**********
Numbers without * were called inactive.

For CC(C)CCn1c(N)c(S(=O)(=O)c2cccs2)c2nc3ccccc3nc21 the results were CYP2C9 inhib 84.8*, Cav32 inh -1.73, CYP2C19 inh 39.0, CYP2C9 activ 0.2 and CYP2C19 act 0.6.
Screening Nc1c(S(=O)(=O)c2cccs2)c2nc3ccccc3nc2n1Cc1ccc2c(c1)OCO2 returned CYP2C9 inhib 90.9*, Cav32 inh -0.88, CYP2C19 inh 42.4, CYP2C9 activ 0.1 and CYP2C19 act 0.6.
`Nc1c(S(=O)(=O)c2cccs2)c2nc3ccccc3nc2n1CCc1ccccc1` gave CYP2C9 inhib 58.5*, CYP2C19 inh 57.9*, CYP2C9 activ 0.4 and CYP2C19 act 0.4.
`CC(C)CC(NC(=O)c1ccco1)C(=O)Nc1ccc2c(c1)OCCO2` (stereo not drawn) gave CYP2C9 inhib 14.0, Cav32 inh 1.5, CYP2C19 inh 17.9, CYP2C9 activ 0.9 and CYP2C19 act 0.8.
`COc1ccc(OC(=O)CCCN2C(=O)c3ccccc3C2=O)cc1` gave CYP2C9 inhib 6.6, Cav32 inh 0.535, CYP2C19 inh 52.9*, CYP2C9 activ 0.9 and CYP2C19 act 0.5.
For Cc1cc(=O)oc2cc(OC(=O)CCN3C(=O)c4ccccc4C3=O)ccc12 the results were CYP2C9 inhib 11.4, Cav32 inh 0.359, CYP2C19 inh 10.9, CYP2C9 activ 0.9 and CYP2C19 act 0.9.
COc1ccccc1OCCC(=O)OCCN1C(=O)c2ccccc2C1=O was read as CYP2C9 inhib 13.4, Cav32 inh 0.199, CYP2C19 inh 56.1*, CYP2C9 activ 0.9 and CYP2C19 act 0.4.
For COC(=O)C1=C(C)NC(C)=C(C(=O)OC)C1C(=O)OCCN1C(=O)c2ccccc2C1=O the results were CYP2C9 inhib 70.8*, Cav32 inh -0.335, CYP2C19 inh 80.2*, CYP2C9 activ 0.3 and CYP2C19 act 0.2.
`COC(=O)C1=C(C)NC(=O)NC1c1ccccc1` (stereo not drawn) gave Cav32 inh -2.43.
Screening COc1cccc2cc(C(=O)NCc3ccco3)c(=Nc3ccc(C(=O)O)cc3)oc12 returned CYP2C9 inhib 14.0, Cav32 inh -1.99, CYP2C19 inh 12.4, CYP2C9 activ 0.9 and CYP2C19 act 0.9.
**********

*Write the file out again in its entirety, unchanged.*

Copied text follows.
Numbers without * were called inactive.

For CC(C)CCn1c(N)c(S(=O)(=O)c2cccs2)c2nc3ccccc3nc21 the results were CYP2C9 inhib 84.8*, Cav32 inh -1.73, CYP2C19 inh 39.0, CYP2C9 activ 0.2 and CYP2C19 act 0.6.
Screening Nc1c(S(=O)(=O)c2cccs2)c2nc3ccccc3nc2n1Cc1ccc2c(c1)OCO2 returned CYP2C9 inhib 90.9*, Cav32 inh -0.88, CYP2C19 inh 42.4, CYP2C9 activ 0.1 and CYP2C19 act 0.6.
`Nc1c(S(=O)(=O)c2cccs2)c2nc3ccccc3nc2n1CCc1ccccc1` gave CYP2C9 inhib 58.5*, CYP2C19 inh 57.9*, CYP2C9 activ 0.4 and CYP2C19 act 0.4.
`CC(C)CC(NC(=O)c1ccco1)C(=O)Nc1ccc2c(c1)OCCO2` (stereo not drawn) gave CYP2C9 inhib 14.0, Cav32 inh 1.5, CYP2C19 inh 17.9, CYP2C9 activ 0.9 and CYP2C19 act 0.8.
`COc1ccc(OC(=O)CCCN2C(=O)c3ccccc3C2=O)cc1` gave CYP2C9 inhib 6.6, Cav32 inh 0.535, CYP2C19 inh 52.9*, CYP2C9 activ 0.9 and CYP2C19 act 0.5.
For Cc1cc(=O)oc2cc(OC(=O)CCN3C(=O)c4ccccc4C3=O)ccc12 the results were CYP2C9 inhib 11.4, Cav32 inh 0.359, CYP2C19 inh 10.9, CYP2C9 activ 0.9 and CYP2C19 act 0.9.
COc1ccccc1OCCC(=O)OCCN1C(=O)c2ccccc2C1=O was read as CYP2C9 inhib 13.4, Cav32 inh 0.199, CYP2C19 inh 56.1*, CYP2C9 activ 0.9 and CYP2C19 act 0.4.
For COC(=O)C1=C(C)NC(C)=C(C(=O)OC)C1C(=O)OCCN1C(=O)c2ccccc2C1=O the results were CYP2C9 inhib 70.8*, Cav32 inh -0.335, CYP2C19 inh 80.2*, CYP2C9 activ 0.3 and CYP2C19 act 0.2.
`COC(=O)C1=C(C)NC(=O)NC1c1ccccc1` (stereo not drawn) gave Cav32 inh -2.43.
Screening COc1cccc2cc(C(=O)NCc3ccco3)c(=Nc3ccc(C(=O)O)cc3)oc12 returned CYP2C9 inhib 14.0, Cav32 inh -1.99, CYP2C19 inh 12.4, CYP2C9 activ 0.9 and CYP2C19 act 0.9.